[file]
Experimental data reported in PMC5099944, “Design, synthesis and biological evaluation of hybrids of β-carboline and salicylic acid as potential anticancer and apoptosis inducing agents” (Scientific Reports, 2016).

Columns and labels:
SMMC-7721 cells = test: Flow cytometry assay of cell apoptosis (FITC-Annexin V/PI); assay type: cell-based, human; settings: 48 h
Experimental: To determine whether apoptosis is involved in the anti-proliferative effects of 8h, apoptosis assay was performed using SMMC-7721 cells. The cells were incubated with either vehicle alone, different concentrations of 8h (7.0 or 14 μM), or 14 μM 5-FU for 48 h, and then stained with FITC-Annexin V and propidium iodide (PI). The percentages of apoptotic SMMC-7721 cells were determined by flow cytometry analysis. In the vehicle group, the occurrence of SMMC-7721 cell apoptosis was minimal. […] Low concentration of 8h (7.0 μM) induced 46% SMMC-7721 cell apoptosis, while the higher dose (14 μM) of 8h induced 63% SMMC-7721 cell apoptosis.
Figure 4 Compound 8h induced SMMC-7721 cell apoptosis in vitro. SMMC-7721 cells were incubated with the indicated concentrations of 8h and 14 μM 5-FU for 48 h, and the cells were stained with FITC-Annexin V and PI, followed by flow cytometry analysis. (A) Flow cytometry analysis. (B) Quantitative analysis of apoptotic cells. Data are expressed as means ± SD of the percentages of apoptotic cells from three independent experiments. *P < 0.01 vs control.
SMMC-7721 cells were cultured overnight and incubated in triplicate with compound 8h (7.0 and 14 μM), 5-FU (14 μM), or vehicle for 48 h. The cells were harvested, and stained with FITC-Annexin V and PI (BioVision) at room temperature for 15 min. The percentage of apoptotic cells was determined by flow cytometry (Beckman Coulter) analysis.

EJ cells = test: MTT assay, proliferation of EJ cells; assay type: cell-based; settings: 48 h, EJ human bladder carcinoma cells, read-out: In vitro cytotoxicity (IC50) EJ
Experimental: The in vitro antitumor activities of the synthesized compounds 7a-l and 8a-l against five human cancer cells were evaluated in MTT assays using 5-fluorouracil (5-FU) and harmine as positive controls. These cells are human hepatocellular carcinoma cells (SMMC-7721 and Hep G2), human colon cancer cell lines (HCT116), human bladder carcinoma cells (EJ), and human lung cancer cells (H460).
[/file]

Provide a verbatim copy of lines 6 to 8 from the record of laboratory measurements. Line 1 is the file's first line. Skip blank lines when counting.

SMMC-7721 cells were cultured overnight and incubated in triplicate with compound 8h (7.0 and 14 μM), 5-FU (14 μM), or vehicle for 48 h. The cells were harvested, and stained with FITC-Annexin V and PI (BioVision) at room temperature for 15 min. The percentage of apoptotic cells was determined by flow cytometry (Beckman Coulter) analysis.

EJ cells = test: MTT assay, proliferation of EJ cells; assay type: cell-based; settings: 48 h, EJ human bladder carcinoma cells, read-out: In vitro cytotoxicity (IC50) EJ
Experimental: The in vitro antitumor activities of the synthesized compounds 7a-l and 8a-l against five human cancer cells were evaluated in MTT assays using 5-fluorouracil (5-FU) and harmine as positive controls. These cells are human hepatocellular carcinoma cells (SMMC-7721 and Hep G2), human colon cancer cell lines (HCT116), human bladder carcinoma cells (EJ), and human lung cancer cells (H460).